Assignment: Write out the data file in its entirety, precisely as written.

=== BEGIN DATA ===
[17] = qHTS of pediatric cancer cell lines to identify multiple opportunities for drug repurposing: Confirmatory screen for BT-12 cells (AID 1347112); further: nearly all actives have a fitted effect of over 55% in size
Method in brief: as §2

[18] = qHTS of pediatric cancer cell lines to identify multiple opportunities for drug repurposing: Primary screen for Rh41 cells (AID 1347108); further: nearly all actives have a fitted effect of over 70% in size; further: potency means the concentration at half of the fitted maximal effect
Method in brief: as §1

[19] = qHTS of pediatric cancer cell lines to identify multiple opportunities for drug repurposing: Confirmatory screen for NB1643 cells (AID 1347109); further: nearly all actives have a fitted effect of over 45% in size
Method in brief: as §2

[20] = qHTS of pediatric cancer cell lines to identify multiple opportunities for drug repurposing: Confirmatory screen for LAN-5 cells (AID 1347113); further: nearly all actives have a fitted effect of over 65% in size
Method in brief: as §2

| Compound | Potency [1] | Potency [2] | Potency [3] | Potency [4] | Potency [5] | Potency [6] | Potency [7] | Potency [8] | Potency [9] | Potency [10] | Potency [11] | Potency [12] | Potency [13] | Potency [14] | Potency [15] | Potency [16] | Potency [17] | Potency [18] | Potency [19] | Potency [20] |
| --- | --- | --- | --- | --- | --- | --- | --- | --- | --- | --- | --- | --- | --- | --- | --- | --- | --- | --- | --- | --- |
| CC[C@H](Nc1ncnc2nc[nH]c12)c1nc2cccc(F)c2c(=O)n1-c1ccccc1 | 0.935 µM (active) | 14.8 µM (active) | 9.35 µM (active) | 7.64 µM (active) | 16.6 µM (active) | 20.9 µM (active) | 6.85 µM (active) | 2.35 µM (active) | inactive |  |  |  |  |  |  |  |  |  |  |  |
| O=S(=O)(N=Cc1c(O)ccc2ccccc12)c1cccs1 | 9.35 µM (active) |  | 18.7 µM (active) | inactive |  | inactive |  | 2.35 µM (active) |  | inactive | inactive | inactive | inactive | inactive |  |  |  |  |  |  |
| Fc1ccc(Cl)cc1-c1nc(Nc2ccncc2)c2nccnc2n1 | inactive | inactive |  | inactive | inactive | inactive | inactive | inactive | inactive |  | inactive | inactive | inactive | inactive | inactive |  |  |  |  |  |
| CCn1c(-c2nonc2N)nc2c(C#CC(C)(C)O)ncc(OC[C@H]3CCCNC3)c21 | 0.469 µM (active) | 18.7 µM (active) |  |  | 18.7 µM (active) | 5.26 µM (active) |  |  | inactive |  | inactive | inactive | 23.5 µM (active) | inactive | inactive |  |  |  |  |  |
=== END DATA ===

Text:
[17] = qHTS of pediatric cancer cell lines to identify multiple opportunities for drug repurposing: Confirmatory screen for BT-12 cells (AID 1347112); further: nearly all actives have a fitted effect of over 55% in size
Method in brief: as §2

[18] = qHTS of pediatric cancer cell lines to identify multiple opportunities for drug repurposing: Primary screen for Rh41 cells (AID 1347108); further: nearly all actives have a fitted effect of over 70% in size; further: potency means the concentration at half of the fitted maximal effect
Method in brief: as §1

[19] = qHTS of pediatric cancer cell lines to identify multiple opportunities for drug repurposing: Confirmatory screen for NB1643 cells (AID 1347109); further: nearly all actives have a fitted effect of over 45% in size
Method in brief: as §2

[20] = qHTS of pediatric cancer cell lines to identify multiple opportunities for drug repurposing: Confirmatory screen for LAN-5 cells (AID 1347113); further: nearly all actives have a fitted effect of over 65% in size
Method in brief: as §2

| Compound | Potency [1] | Potency [2] | Potency [3] | Potency [4] | Potency [5] | Potency [6] | Potency [7] | Potency [8] | Potency [9] | Potency [10] | Potency [11] | Potency [12] | Potency [13] | Potency [14] | Potency [15] | Potency [16] | Potency [17] | Potency [18] | Potency [19] | Potency [20] |
| --- | --- | --- | --- | --- | --- | --- | --- | --- | --- | --- | --- | --- | --- | --- | --- | --- | --- | --- | --- | --- |
| CC[C@H](Nc1ncnc2nc[nH]c12)c1nc2cccc(F)c2c(=O)n1-c1ccccc1 | 0.935 µM (active) | 14.8 µM (active) | 9.35 µM (active) | 7.64 µM (active) | 16.6 µM (active) | 20.9 µM (active) | 6.85 µM (active) | 2.35 µM (active) | inactive |  |  |  |  |  |  |  |  |  |  |  |
| O=S(=O)(N=Cc1c(O)ccc2ccccc12)c1cccs1 | 9.35 µM (active) |  | 18.7 µM (active) | inactive |  | inactive |  | 2.35 µM (active) |  | inactive | inactive | inactive | inactive | inactive |  |  |  |  |  |  |
| Fc1ccc(Cl)cc1-c1nc(Nc2ccncc2)c2nccnc2n1 | inactive | inactive |  | inactive | inactive | inactive | inactive | inactive | inactive |  | inactive | inactive | inactive | inactive | inactive |  |  |  |  |  |
| CCn1c(-c2nonc2N)nc2c(C#CC(C)(C)O)ncc(OC[C@H]3CCCNC3)c21 | 0.469 µM (active) | 18.7 µM (active) |  |  | 18.7 µM (active) | 5.26 µM (active) |  |  | inactive |  | inactive | inactive | 23.5 µM (active) | inactive | inactive |  |  |  |  |  |